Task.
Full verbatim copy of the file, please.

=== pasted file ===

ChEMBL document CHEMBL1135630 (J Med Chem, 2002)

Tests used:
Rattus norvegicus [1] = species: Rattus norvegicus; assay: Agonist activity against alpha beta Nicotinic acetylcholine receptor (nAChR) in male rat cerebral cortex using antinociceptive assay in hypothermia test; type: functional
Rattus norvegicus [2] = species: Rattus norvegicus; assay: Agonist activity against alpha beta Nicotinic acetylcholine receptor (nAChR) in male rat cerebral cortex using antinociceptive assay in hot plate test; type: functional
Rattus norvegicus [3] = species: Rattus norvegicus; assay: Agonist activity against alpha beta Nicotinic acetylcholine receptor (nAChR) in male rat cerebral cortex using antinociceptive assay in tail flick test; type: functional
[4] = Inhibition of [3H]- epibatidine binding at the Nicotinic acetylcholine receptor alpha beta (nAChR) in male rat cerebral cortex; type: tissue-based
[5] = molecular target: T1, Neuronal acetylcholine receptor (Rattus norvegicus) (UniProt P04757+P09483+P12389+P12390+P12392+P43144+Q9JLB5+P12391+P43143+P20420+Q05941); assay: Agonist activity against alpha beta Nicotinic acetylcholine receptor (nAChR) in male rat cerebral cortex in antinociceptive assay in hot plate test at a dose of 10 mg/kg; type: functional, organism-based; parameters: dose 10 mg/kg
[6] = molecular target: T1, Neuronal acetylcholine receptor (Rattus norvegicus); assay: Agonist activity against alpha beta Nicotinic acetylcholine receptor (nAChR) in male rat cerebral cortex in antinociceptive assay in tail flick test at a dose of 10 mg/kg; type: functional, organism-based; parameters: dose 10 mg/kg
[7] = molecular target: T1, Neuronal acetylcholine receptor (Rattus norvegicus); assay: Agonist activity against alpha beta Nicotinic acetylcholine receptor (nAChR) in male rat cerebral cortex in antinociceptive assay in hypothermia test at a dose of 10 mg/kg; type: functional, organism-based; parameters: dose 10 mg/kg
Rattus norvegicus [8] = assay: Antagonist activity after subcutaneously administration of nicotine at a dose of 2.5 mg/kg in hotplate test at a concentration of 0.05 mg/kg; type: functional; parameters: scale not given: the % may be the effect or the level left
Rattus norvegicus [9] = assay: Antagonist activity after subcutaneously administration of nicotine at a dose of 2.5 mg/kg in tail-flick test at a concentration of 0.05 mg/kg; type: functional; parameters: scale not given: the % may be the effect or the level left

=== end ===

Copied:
ChEMBL document CHEMBL1135630 (J Med Chem, 2002)

Tests used:
Rattus norvegicus [1] = species: Rattus norvegicus; assay: Agonist activity against alpha beta Nicotinic acetylcholine receptor (nAChR) in male rat cerebral cortex using antinociceptive assay in hypothermia test; type: functional
Rattus norvegicus [2] = species: Rattus norvegicus; assay: Agonist activity against alpha beta Nicotinic acetylcholine receptor (nAChR) in male rat cerebral cortex using antinociceptive assay in hot plate test; type: functional
Rattus norvegicus [3] = species: Rattus norvegicus; assay: Agonist activity against alpha beta Nicotinic acetylcholine receptor (nAChR) in male rat cerebral cortex using antinociceptive assay in tail flick test; type: functional
[4] = Inhibition of [3H]- epibatidine binding at the Nicotinic acetylcholine receptor alpha beta (nAChR) in male rat cerebral cortex; type: tissue-based
[5] = molecular target: T1, Neuronal acetylcholine receptor (Rattus norvegicus) (UniProt P04757+P09483+P12389+P12390+P12392+P43144+Q9JLB5+P12391+P43143+P20420+Q05941); assay: Agonist activity against alpha beta Nicotinic acetylcholine receptor (nAChR) in male rat cerebral cortex in antinociceptive assay in hot plate test at a dose of 10 mg/kg; type: functional, organism-based; parameters: dose 10 mg/kg
[6] = molecular target: T1, Neuronal acetylcholine receptor (Rattus norvegicus); assay: Agonist activity against alpha beta Nicotinic acetylcholine receptor (nAChR) in male rat cerebral cortex in antinociceptive assay in tail flick test at a dose of 10 mg/kg; type: functional, organism-based; parameters: dose 10 mg/kg
[7] = molecular target: T1, Neuronal acetylcholine receptor (Rattus norvegicus); assay: Agonist activity against alpha beta Nicotinic acetylcholine receptor (nAChR) in male rat cerebral cortex in antinociceptive assay in hypothermia test at a dose of 10 mg/kg; type: functional, organism-based; parameters: dose 10 mg/kg
Rattus norvegicus [8] = assay: Antagonist activity after subcutaneously administration of nicotine at a dose of 2.5 mg/kg in hotplate test at a concentration of 0.05 mg/kg; type: functional; parameters: scale not given: the % may be the effect or the level left
Rattus norvegicus [9] = assay: Antagonist activity after subcutaneously administration of nicotine at a dose of 2.5 mg/kg in tail-flick test at a concentration of 0.05 mg/kg; type: functional; parameters: scale not given: the % may be the effect or the level left